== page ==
Published in BabagaNewz Magazine Heshvan 5769/November 2009
The price of foreign oil has soared from $20 a barrel in 2003 to a high of $ 145 last summer. As a result, gas prices have increased more than 100 percent, a consequence that has strained family budgets. To reduce the economic hardship and the security threat caused by our nation's dependence on foreign oil, President Bush and Senator John McCain, the Republican presidential candidate, advocate drilling for oil along America's coastline. Last July, Bush lifted a 27-year-old ban on offshore drilling that was implemented for environmental protection. The president challenged Democrats to pass legislation necessary to legalize responsible offshore exploration. "Democratic leaders can show that they have finally heard the frustrations of the American people," Bush said. Presidential nominee Senator Barack Obama responded for Democrats, saying, "Our national security and the survival of the planet demand a real strategy to break our dependence on foreign oil by developing clean, new sources of energy."
THE CASE FOR DRILLING
The U.S. Department of the Interior's Mineral Management Service estimates that there are 86 billion barrels of oil and 420 trillion cubic feet of natural gas submerged beneath America's coastal waters. Developers argue that this bonanza will significantly reduce the United States' dependence on foreign oil and reduce gas and energy prices. "The only thing we can do [about the price of gasoline] that is important," says Republican Senator Pete Dominici of New Mexico, "is release large quantities of crude oil and natural gas that are owned by the American people and that have been locked up for 27 years."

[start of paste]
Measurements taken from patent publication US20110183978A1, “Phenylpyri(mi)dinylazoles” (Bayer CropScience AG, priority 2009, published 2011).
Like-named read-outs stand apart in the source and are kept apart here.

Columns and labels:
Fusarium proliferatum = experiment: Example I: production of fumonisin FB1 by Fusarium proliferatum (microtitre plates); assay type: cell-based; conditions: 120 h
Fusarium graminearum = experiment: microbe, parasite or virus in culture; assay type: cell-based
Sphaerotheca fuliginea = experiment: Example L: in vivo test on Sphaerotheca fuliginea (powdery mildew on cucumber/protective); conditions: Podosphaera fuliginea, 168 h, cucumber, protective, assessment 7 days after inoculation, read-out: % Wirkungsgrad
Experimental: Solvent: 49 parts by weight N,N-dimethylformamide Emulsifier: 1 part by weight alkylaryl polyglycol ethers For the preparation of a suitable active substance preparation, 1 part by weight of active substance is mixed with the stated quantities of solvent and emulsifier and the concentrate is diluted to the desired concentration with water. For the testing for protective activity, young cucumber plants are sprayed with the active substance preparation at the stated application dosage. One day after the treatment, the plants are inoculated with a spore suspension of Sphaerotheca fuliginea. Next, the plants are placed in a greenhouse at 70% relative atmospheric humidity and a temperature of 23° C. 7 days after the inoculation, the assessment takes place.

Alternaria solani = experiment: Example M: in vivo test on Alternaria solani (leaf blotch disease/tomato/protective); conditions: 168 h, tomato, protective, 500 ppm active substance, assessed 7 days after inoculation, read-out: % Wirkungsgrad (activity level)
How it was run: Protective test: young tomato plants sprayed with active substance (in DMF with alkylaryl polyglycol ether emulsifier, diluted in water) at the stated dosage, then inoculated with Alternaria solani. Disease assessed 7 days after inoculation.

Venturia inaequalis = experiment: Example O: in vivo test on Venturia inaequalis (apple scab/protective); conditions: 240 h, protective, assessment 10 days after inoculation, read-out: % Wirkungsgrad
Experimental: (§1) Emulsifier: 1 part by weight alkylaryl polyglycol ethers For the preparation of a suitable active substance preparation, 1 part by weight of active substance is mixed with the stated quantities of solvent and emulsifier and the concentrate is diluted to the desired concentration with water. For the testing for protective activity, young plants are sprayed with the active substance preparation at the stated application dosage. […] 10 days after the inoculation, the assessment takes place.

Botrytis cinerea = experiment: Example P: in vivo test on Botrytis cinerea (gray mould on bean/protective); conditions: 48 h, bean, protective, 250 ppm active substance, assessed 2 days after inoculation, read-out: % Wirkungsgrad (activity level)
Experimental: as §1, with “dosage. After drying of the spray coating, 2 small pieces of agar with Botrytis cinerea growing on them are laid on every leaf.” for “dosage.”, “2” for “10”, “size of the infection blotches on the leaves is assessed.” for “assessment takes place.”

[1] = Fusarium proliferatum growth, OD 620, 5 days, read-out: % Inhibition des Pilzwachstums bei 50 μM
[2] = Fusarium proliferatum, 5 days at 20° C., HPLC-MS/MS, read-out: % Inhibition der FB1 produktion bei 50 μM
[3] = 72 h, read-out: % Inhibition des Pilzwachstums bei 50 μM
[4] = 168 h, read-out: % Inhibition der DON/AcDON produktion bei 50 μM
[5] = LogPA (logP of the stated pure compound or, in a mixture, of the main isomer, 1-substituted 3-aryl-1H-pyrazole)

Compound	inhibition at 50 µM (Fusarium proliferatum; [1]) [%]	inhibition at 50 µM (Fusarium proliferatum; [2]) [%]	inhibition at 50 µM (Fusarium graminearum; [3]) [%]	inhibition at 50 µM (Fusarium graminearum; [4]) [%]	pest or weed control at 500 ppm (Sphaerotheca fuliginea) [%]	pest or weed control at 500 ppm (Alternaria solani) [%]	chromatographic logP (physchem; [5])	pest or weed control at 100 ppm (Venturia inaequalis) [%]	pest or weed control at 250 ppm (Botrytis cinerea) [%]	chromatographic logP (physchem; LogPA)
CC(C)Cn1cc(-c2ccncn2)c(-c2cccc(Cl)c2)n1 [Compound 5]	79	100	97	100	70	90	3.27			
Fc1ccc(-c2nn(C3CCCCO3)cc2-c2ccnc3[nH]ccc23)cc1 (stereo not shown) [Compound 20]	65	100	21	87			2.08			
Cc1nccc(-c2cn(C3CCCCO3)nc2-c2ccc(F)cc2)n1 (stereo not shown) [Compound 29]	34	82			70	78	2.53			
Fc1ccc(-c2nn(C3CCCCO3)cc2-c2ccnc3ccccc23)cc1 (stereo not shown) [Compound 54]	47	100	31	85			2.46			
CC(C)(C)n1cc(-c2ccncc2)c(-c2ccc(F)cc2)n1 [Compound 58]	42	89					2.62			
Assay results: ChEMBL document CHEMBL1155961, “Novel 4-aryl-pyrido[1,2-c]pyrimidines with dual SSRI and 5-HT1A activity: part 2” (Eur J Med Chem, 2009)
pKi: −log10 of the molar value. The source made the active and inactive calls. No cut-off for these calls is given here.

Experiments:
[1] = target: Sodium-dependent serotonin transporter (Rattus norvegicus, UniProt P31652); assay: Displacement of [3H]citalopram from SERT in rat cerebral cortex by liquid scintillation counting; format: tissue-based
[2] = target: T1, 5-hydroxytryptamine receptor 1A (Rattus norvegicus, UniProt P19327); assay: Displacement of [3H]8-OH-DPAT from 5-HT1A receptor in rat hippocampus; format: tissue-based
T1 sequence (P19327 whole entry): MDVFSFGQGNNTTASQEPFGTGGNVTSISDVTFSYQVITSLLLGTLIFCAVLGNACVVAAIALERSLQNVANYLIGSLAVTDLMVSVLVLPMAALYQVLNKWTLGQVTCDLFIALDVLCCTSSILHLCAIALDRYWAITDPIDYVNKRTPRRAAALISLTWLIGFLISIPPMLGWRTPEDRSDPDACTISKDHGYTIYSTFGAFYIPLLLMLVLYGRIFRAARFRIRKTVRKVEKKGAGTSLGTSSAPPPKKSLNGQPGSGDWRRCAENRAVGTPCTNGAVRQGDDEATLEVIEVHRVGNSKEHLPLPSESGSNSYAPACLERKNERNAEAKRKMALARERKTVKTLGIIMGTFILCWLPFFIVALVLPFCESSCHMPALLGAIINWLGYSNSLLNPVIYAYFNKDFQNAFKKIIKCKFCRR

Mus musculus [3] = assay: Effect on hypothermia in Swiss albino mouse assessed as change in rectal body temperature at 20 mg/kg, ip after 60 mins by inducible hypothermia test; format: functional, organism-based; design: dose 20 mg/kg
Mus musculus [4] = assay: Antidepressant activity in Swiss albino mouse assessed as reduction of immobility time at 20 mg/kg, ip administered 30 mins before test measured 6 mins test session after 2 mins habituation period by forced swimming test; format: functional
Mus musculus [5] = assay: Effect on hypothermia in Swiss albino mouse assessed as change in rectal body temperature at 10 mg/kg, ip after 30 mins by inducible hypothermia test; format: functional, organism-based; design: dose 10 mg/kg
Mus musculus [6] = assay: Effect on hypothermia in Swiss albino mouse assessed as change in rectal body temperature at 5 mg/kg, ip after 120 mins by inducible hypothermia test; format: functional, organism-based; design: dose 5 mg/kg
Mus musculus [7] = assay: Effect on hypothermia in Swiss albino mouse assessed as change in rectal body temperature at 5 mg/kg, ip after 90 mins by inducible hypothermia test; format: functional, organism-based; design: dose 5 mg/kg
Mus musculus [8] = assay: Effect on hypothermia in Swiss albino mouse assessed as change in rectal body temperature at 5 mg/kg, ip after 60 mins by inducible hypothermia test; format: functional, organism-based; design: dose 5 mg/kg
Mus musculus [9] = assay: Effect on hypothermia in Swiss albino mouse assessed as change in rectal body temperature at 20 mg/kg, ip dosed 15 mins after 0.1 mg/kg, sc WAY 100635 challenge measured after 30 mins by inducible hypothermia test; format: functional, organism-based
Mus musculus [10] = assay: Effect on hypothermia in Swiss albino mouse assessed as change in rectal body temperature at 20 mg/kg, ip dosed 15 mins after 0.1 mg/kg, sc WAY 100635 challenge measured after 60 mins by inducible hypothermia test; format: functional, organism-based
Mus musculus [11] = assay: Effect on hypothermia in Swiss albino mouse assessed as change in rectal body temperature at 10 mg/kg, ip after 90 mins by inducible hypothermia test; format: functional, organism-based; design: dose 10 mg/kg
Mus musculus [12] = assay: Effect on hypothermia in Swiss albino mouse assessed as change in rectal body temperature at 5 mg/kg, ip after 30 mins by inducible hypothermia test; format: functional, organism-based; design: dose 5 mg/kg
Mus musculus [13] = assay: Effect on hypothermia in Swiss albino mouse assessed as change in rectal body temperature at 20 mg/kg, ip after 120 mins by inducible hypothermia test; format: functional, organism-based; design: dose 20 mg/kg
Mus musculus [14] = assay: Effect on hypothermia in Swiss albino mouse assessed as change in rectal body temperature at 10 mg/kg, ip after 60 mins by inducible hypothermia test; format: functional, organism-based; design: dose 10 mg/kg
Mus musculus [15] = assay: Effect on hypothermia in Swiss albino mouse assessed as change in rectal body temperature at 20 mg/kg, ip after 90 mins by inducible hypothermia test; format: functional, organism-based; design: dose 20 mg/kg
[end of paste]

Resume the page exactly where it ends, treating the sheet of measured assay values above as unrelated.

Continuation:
THE CASE AGAINST DRILLING
Environmentalists, on the other hand, argue that offshore drilling won't free America from sky-high gasoline prices. "It would take at least a decade to produce any oil and even if the oil did flow, there would be the greenhouse gases from the additional fossil fuel development," says Kassie Siegel of the Center for Biological Diversity. Drilling opponents also claim there is a 33 to 51 percent chance of a major offshore oil spill, which could harm wildlife, including bowhead whales and polar bears. According to these conservationists, the only way to lessen U.S. dependence on foreign oil is to develop alternate sources of energy and use our resources more efficiently.
THE JEWISH VIEW
Both sides of the offshore drilling debate can find support within Judaism. The Torah recognizes that humans are unique within creation and have a distinctive moral superiority: God says, "Fill the earth and master it" (Bereishit 1:28). In other words, Earth's natural resources are here for our benefit. But God's declaration that human needs take priority over the rights of nature is immediately balanced by the command to "cultivate and guard" the Garden of Eden (Bereishit 2:15); after all, "If you spoil it, there is nobody to repair it after you" (Ecclesiastes Rabbah 7:13). The ethics of offshore drilling, therefore, require a standard that balances human interests with human responsibilities. The Torah provides the standard, known as bal tashhit, in Devarim 20:19. Bal tashhit prohibits the reckless and unjustifiable destruction of nature.